In this lecture, starting at around 18:00, it's shown the dot product identity $$a^T b=||a||_2 ||b||_2 \cos \theta$$ where $\theta$ is the angle formed b/w $a,b\in \mathbb{R}^3$, is the same as the law of cosines: $$||a-b||_2^2=||a||_2^2+||b||_2^2-2||a||_2 ||b||_2 \cos \theta$$ Prof Auroux shows they are equivalent: as he says, if you believe one, then you have a pf of the other.
But I'm curious: what is the easiest way to prove one of these w/o relying on the other?

  • $\begingroup$ These are not two different laws, but rather the same one. Both of them are the law of cosines. So is your question : "is there more than one way to prove the law of cosines?" $\endgroup$ – uniquesolution Oct 29 '15 at 6:58

Geometrically, the law of cosines (and the law of sines, too) is just the statement that you can split one triangle into two right triangles by drawing an altitude -- i.e., the perpendicular to a side through the opposite vertex. (Technically, I guess if your triangle is obtuse then you're splitting it into a "negative" and a "positive" triangle).

Just draw the picture, label everything, and solve. Or, if you want to see it worked out, look at the second picture and equations 10-12 below it on the MathWorld article.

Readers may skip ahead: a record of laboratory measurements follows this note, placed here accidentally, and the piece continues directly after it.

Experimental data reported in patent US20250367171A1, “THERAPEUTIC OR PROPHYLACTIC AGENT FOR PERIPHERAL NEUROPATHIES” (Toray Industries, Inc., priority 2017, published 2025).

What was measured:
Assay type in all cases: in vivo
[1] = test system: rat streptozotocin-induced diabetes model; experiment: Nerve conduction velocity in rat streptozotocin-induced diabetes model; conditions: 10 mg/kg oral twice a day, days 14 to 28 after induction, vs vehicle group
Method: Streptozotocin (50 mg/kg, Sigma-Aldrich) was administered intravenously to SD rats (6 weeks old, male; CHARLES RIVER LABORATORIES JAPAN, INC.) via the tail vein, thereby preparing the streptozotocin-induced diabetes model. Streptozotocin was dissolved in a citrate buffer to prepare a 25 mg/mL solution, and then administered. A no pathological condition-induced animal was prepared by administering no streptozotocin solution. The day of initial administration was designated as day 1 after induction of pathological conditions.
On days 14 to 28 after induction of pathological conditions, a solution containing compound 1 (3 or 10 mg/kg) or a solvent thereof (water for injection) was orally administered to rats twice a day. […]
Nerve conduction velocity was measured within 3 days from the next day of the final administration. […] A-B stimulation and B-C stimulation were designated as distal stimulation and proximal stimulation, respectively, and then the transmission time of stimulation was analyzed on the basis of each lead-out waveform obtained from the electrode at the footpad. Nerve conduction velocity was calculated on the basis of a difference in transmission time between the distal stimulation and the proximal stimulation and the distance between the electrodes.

enter image description here

From the image it follows:

$$\begin{cases} \cos(t) = \frac{x}{B} \\ x^2 + z^2 = B^2 \\ y^2 + z^2 = C^2 \\ x + y = A \end{cases}$$

Three variables ($x$, $y$, and $z$) must be eliminated between 4 equations. Eliminate $y$:

$$\begin{cases} \cos(t) = \frac{x}{B} \\ x^2 + z^2 = B^2 \\ (A - x)^2 + z^2 = C^2 \\ \end{cases}$$

$$\begin{cases} B\cos(t) = x \\ x^2 + z^2 = B^2 \\ A^2 - 2Ax + x^2 + z^2 = C^2 \\ \end{cases}$$

Eliminate $z$ :

$$\begin{cases} B\cos(t) = x \\ A^2 - 2Ax + B^2 = C^2 \\ \end{cases}$$

Eliminate $x$ :

$$A^2 - 2AB\cos(t) + B^2 = C^2 $$

  • $\begingroup$ You are of course relying on Pythagoras' theorem, which relies on the inner product. I don't think the question was "prove the law of cosines." $\endgroup$ – uniquesolution Oct 29 '15 at 7:26
  • $\begingroup$ Pythag can be proven from triangle equivalence. From the above image, choosing $x$ to make the angle opposite of $A$ a right angle, it follows by equivalent triangles: $$\begin{cases} \frac{x}{z} = \frac{z}{y} \\ \frac{c}{x + y} = \frac{y}{c} \end{cases}$$ from which it follows that $$c^2 = z^2 + y^2$$ You don't have to use dot products. $\endgroup$ – DanielV Oct 29 '15 at 7:39

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